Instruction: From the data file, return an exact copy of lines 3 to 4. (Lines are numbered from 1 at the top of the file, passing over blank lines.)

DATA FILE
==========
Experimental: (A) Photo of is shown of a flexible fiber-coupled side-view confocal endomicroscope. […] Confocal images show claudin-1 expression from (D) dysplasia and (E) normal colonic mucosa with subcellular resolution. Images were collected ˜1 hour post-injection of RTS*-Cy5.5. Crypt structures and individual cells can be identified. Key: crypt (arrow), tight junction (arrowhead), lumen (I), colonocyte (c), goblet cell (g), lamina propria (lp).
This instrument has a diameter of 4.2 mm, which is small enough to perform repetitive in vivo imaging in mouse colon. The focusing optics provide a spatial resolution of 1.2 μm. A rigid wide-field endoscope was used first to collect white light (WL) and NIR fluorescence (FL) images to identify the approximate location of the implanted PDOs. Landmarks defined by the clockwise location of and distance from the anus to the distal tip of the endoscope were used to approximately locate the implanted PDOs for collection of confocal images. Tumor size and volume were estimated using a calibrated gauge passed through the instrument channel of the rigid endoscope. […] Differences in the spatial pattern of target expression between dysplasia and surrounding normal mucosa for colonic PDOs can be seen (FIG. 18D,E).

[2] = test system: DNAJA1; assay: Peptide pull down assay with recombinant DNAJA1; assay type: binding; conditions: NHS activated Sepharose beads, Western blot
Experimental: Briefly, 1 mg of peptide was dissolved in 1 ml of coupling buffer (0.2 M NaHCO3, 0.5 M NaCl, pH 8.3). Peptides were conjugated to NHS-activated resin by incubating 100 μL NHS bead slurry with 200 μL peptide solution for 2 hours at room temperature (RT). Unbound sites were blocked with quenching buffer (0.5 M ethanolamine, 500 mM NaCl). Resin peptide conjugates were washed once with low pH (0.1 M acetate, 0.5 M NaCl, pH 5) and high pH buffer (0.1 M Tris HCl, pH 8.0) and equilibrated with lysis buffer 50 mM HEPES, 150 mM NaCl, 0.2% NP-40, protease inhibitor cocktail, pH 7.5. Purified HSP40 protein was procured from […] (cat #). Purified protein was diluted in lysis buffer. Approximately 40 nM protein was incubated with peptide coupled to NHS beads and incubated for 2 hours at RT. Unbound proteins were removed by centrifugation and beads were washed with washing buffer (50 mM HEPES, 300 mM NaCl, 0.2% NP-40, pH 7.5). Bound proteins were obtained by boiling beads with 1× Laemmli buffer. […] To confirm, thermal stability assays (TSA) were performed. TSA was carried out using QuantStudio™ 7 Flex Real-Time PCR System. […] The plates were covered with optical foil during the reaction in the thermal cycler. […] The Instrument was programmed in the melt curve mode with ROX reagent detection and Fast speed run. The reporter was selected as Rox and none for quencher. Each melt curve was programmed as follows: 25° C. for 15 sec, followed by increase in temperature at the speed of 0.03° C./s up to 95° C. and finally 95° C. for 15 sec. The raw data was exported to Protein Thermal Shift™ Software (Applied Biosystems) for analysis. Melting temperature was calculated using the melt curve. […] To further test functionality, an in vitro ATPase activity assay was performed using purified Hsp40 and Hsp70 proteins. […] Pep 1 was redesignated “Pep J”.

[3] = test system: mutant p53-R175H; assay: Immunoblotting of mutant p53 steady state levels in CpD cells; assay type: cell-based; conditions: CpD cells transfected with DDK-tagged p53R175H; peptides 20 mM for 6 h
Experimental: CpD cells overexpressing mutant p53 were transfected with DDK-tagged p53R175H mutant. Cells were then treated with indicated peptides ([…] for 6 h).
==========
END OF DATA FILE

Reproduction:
[2] = test system: DNAJA1; assay: Peptide pull down assay with recombinant DNAJA1; assay type: binding; conditions: NHS activated Sepharose beads, Western blot
Experimental: Briefly, 1 mg of peptide was dissolved in 1 ml of coupling buffer (0.2 M NaHCO3, 0.5 M NaCl, pH 8.3). Peptides were conjugated to NHS-activated resin by incubating 100 μL NHS bead slurry with 200 μL peptide solution for 2 hours at room temperature (RT). Unbound sites were blocked with quenching buffer (0.5 M ethanolamine, 500 mM NaCl). Resin peptide conjugates were washed once with low pH (0.1 M acetate, 0.5 M NaCl, pH 5) and high pH buffer (0.1 M Tris HCl, pH 8.0) and equilibrated with lysis buffer 50 mM HEPES, 150 mM NaCl, 0.2% NP-40, protease inhibitor cocktail, pH 7.5. Purified HSP40 protein was procured from […] (cat #). Purified protein was diluted in lysis buffer. Approximately 40 nM protein was incubated with peptide coupled to NHS beads and incubated for 2 hours at RT. Unbound proteins were removed by centrifugation and beads were washed with washing buffer (50 mM HEPES, 300 mM NaCl, 0.2% NP-40, pH 7.5). Bound proteins were obtained by boiling beads with 1× Laemmli buffer. […] To confirm, thermal stability assays (TSA) were performed. TSA was carried out using QuantStudio™ 7 Flex Real-Time PCR System. […] The plates were covered with optical foil during the reaction in the thermal cycler. […] The Instrument was programmed in the melt curve mode with ROX reagent detection and Fast speed run. The reporter was selected as Rox and none for quencher. Each melt curve was programmed as follows: 25° C. for 15 sec, followed by increase in temperature at the speed of 0.03° C./s up to 95° C. and finally 95° C. for 15 sec. The raw data was exported to Protein Thermal Shift™ Software (Applied Biosystems) for analysis. Melting temperature was calculated using the melt curve. […] To further test functionality, an in vitro ATPase activity assay was performed using purified Hsp40 and Hsp70 proteins. […] Pep 1 was redesignated “Pep J”.